MIRI: Dozens of reports have been lodged with various enforcement agencies alleging corrupt practices in the logging industry in northern Sarawak but little seems to have been done by the authorities, say complainants.
Human rights groups from the indigenous rural communities in the region praised Chief Minister Tan Sri Adenan Satem yesterday for coming down hard on corrupt practices in the timber and logging industries but they want to know why the state Forestry Department, Malaysian Anti-Corruption Commission (MACC) and police have not acted on the many reports lodged by the natives over the years.
Peter Kallang, the Orang Ulu National Association chairman for Miri Division, toldThe Star yesterday that he had lodged at least five reports each to the MACC and police in Miri against illegal logging over the past two to three years.
“Apart from MACC and the police, I have also sent official letters to the Forestry Department to inform them of illegal logging in Baram, especially in the forests at the site in Long Kesseh where the proposed Baram Dam is to be constructed.
“I have also accompanied leaders from several other human rights and environmental rights associations when they lodged their own reports with MACC and the police against illegal logging and trespassing of native land where the rural people have native customary rights (NCR).
“All in, there are dozens of reports throughout northern Sarawak against illegal logging and land grabs lodged by human rights groups, environmental groups and individual villagers but until today, none of these reports have seen conclusive investigations by the police, MACC or Forestry Department,” he said.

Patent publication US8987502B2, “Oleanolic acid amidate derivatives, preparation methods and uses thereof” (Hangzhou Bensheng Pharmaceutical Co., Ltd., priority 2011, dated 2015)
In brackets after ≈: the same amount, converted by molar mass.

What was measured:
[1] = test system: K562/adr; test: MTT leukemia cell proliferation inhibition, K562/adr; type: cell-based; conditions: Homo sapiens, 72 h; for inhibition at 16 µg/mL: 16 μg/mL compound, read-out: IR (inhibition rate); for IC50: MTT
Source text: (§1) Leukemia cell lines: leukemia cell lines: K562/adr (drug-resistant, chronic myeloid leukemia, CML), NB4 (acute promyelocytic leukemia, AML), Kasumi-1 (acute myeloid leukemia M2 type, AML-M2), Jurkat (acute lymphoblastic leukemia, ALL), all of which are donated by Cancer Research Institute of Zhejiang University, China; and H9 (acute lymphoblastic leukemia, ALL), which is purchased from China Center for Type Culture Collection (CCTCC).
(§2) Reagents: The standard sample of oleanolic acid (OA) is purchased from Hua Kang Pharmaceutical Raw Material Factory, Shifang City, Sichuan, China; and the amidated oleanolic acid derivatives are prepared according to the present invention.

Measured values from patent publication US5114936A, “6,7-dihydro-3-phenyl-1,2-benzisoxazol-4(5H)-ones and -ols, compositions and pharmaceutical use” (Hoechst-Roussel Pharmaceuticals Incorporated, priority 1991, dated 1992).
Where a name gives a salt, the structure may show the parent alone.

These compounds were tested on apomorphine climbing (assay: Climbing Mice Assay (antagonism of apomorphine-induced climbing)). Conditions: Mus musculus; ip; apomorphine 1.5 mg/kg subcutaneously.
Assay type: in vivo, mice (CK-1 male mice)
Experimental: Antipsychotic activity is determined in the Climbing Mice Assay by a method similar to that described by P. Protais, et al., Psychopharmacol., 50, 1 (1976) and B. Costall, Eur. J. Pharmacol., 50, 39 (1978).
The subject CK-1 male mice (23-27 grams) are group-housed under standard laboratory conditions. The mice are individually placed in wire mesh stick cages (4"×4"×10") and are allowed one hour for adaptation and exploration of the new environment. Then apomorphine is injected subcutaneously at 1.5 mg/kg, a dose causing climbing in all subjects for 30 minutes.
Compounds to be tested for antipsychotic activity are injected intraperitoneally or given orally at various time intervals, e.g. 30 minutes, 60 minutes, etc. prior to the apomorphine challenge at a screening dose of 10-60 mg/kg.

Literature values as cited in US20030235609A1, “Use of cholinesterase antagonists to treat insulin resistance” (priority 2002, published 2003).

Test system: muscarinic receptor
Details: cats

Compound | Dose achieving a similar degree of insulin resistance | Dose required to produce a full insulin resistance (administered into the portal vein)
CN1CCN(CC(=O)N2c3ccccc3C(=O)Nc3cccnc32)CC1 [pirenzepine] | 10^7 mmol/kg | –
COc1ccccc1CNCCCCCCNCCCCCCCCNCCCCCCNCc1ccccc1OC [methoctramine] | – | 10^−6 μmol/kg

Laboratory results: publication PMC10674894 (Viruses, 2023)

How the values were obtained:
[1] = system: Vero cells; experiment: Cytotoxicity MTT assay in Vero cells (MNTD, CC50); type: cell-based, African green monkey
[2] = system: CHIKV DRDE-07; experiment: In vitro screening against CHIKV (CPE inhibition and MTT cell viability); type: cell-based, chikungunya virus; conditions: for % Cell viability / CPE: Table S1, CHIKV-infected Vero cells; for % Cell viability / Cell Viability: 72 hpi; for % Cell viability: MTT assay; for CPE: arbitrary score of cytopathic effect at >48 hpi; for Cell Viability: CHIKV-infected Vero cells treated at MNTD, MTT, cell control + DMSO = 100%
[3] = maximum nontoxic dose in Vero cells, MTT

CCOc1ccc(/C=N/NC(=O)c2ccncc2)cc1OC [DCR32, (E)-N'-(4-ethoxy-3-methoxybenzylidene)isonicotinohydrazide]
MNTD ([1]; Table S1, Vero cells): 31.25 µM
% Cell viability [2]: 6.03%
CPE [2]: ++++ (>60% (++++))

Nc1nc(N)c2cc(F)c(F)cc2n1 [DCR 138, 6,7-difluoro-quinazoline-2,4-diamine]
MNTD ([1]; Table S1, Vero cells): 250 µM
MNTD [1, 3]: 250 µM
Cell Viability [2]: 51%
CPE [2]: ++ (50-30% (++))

Kallang was responding to Adenan lashing out at the level of corruption in the state and of timber titans in the state signing a corporate integrity pledge drafted by the MACC and Sarawak Forestry Department which is aimed at strengthening public and private sector commitment towards integrity and addressing corruption.
Adenan, who was addressing a gathering at the State Legislative Assembly building, told the stunned audience that included senior forestry enforcement officials that he would go after them too if they did their job “with eyes but are blind, with ears but are deaf and with mouths but are dumb”.
“While we applaud Tan Sri Adenan for his tough stance against corrupt practices, the fact remains that hanky-panky has been going on for years and nothing much has been done about it,” said Kallang.
“In my case, the police and MACC and forestry people have never interviewed me for further information even after the many reports I lodged with them.”
Kallang, who is also chairman of the environmental group Save Sarawak Rivers, said illegal logging was blatant not just in northern Sarawak but also in other parts of the state.
He said corruption persisted in the logging industry in Sarawak because of weak enforcement on the ground.
Unless the enforcement agencies bucked up, nothing would change, he added.
Borneo Resources Institute Malaysia coordinator for Sarawak Raymond Abin said they too had lodged reports to the MACC and police concerning illegal logging in central and northern Sarawak.
“However, until now, we have no feedback on the status of the investigations,” he said.
In an immediate response, Miri MACC chief Wan Mohd Faizul confirmed that the commission had received reports alleging corruption in the logging industry from the rural communities, non-governmental organisations and local human rights organisations.
“We investigated the reports as they came in.
“Some we referred to the MACC headquarters in Kuching for further directives,” said Wan Mohd, but he declined to give further information on the cases.
“Others that we investigated involved native customary rights – these are disputes between the natives and logging companies where the natives claim they have NCR but the companies say they have valid licences to log.
“In these cases, we found no elements of corruption.”